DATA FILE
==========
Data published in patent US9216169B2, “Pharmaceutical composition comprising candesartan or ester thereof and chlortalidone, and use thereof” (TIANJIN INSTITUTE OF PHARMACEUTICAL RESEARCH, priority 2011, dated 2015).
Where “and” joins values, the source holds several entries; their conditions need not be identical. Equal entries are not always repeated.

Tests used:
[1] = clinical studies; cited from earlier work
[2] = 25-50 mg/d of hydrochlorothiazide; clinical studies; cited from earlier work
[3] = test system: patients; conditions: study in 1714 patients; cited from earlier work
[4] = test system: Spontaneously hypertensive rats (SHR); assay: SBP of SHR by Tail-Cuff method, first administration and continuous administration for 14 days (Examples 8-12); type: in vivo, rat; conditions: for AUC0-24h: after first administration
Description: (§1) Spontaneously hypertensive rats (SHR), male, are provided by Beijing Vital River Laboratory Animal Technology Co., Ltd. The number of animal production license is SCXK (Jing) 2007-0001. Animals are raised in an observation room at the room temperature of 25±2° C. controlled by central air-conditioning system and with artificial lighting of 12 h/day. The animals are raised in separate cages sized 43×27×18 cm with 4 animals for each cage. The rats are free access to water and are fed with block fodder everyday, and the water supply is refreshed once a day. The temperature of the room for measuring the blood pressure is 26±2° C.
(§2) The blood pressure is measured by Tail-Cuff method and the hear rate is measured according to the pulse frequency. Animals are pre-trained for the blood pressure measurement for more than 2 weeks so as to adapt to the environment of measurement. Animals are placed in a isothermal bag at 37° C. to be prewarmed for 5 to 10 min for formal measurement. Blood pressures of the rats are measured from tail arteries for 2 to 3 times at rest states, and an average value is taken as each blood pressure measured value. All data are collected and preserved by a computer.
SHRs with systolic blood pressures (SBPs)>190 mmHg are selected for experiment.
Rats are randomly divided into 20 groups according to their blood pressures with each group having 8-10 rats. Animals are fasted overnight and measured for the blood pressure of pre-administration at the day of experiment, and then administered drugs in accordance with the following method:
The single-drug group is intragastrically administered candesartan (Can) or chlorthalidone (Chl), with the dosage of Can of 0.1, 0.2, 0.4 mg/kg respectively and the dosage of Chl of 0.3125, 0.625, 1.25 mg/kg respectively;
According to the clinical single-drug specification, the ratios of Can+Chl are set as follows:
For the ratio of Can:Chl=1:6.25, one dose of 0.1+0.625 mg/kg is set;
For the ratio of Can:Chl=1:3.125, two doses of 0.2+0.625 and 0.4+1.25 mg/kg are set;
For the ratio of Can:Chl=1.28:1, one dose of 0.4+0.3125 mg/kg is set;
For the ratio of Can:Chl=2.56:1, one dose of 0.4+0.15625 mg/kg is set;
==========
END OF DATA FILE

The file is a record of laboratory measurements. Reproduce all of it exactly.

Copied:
Data published in patent US9216169B2, “Pharmaceutical composition comprising candesartan or ester thereof and chlortalidone, and use thereof” (TIANJIN INSTITUTE OF PHARMACEUTICAL RESEARCH, priority 2011, dated 2015).
Where “and” joins values, the source holds several entries; their conditions need not be identical. Equal entries are not always repeated.

Tests used:
[1] = clinical studies; cited from earlier work
[2] = 25-50 mg/d of hydrochlorothiazide; clinical studies; cited from earlier work
[3] = test system: patients; conditions: study in 1714 patients; cited from earlier work
[4] = test system: Spontaneously hypertensive rats (SHR); assay: SBP of SHR by Tail-Cuff method, first administration and continuous administration for 14 days (Examples 8-12); type: in vivo, rat; conditions: for AUC0-24h: after first administration
Description: (§1) Spontaneously hypertensive rats (SHR), male, are provided by Beijing Vital River Laboratory Animal Technology Co., Ltd. The number of animal production license is SCXK (Jing) 2007-0001. Animals are raised in an observation room at the room temperature of 25±2° C. controlled by central air-conditioning system and with artificial lighting of 12 h/day. The animals are raised in separate cages sized 43×27×18 cm with 4 animals for each cage. The rats are free access to water and are fed with block fodder everyday, and the water supply is refreshed once a day. The temperature of the room for measuring the blood pressure is 26±2° C.
(§2) The blood pressure is measured by Tail-Cuff method and the hear rate is measured according to the pulse frequency. Animals are pre-trained for the blood pressure measurement for more than 2 weeks so as to adapt to the environment of measurement. Animals are placed in a isothermal bag at 37° C. to be prewarmed for 5 to 10 min for formal measurement. Blood pressures of the rats are measured from tail arteries for 2 to 3 times at rest states, and an average value is taken as each blood pressure measured value. All data are collected and preserved by a computer.
SHRs with systolic blood pressures (SBPs)>190 mmHg are selected for experiment.
Rats are randomly divided into 20 groups according to their blood pressures with each group having 8-10 rats. Animals are fasted overnight and measured for the blood pressure of pre-administration at the day of experiment, and then administered drugs in accordance with the following method:
The single-drug group is intragastrically administered candesartan (Can) or chlorthalidone (Chl), with the dosage of Can of 0.1, 0.2, 0.4 mg/kg respectively and the dosage of Chl of 0.3125, 0.625, 1.25 mg/kg respectively;
According to the clinical single-drug specification, the ratios of Can+Chl are set as follows:
For the ratio of Can:Chl=1:6.25, one dose of 0.1+0.625 mg/kg is set;
For the ratio of Can:Chl=1:3.125, two doses of 0.2+0.625 and 0.4+1.25 mg/kg are set;
For the ratio of Can:Chl=1.28:1, one dose of 0.4+0.3125 mg/kg is set;
For the ratio of Can:Chl=2.56:1, one dose of 0.4+0.15625 mg/kg is set;